long before the 'Cutthroat Island' (1995) there was this..
Rosvo-Roope is not the best film ever made, it's not even the best Finnish film ever made, but it's probably the only successful pirate film ever made in Finland, or should I say only pirate film ever made in Finland because yeah, Renny Harlin made a flop called the Cutthroat Island but it was really an American film made by a Finnish person.. On the whole, this film actually drew audiences like mad when it was released in the 40s.
The film is based on a popular tune, so if you've ever heard the Finnish ballad called 'Rosvo-Roope' then you basically know the plot. A guy called Robert arrives too late to find that his girlfriend Helena has already married a rich and evil baron, because her dad owes him some money.. well, different events occur, Robert sings a song, hits the baron and then Robert and Helena run off together.. (does this sound oddly familiar??? Those who have seen another Finnish classic, Kulkurin Valssi (1941), will recognize few similarities :) But yeah, Robert's and Helena's happiness is short lived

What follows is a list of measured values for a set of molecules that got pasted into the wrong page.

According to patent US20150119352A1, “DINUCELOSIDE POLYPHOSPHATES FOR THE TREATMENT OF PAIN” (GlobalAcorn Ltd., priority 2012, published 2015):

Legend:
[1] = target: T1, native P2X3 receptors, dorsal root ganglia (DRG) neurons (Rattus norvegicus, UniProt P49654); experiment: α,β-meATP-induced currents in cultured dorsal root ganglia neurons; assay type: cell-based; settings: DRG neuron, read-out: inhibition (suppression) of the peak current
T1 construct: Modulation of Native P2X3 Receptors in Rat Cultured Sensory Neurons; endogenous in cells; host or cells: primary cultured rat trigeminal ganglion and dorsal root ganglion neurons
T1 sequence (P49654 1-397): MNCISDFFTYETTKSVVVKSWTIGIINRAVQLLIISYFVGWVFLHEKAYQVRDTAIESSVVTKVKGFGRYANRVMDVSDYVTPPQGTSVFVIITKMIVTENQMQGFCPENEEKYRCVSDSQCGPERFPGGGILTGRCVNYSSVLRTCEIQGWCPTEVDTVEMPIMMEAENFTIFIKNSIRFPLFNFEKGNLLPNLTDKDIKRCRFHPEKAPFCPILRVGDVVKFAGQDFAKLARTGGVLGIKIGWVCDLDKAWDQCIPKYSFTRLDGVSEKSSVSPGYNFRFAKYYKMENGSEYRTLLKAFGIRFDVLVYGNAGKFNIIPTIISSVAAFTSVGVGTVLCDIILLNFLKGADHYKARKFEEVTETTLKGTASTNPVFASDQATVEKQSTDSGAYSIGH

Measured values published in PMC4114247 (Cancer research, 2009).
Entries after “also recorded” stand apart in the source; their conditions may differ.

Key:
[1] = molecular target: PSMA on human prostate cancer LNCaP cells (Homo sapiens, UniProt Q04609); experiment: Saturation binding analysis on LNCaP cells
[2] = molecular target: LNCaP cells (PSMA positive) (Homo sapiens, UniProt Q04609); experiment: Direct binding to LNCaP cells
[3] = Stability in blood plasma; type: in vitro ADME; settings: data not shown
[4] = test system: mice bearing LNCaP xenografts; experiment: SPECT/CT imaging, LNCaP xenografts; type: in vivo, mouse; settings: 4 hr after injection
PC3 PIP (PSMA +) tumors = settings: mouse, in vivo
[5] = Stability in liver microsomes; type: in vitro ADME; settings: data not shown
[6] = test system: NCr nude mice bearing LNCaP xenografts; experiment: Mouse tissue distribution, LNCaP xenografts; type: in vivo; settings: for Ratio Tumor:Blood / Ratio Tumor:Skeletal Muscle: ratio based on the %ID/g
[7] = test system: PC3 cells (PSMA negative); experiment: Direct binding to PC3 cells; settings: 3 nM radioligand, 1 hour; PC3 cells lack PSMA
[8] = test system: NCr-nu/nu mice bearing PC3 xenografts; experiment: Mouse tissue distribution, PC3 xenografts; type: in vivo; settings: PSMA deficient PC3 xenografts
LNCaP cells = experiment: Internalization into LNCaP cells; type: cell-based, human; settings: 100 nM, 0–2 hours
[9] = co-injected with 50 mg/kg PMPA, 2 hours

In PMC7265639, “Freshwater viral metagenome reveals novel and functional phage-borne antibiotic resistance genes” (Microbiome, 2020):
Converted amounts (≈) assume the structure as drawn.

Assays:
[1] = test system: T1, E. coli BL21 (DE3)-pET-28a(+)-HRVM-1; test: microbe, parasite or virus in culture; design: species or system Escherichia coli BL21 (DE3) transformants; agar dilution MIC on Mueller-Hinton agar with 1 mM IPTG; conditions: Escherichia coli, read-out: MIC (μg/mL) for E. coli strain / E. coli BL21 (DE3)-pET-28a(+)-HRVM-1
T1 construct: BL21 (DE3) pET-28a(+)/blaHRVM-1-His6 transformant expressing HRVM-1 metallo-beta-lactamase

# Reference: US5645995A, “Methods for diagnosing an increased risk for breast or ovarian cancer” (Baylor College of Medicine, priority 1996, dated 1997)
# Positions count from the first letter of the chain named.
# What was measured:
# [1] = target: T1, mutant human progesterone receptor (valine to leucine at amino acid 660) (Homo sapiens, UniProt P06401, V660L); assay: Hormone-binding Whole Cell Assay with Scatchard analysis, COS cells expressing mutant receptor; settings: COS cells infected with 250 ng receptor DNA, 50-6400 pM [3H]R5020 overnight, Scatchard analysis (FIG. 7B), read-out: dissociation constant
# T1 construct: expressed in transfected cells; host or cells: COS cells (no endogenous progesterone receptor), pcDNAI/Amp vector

the baron's men find them living in the woods, they take Helena and beat
Robert. And thus, because he feels he has been betrayed by a woman, he becomes the person of the title - Rosvo Roope, a pirate.
Like the song goes, the story takes us to St. Petersburg (where the women are still shaking their heads), Tallinn (where an unfortunate Estonian girl burns her heart) to the Åland Islands (where a girl from Åland sows a button back to his shirt and something else as well) and finally back to Finland where the story ends..
It's good entertainment with Tauno Palo (THE Finnish leading man) a collection of lovely ladies and oh yes, pirates. I know it may take a while to get over the fact that there were pirates in the Baltic Sea (must have been a summer hobby - it's a bit icy over here during winter :) but all in all, good entertainment as I mentioned, and I'm sure generations to come will find Tauno Palo as attractive and hunky as those 40s audiences. Watch it. It's even been released on DVD in Finland. Talk about progress.
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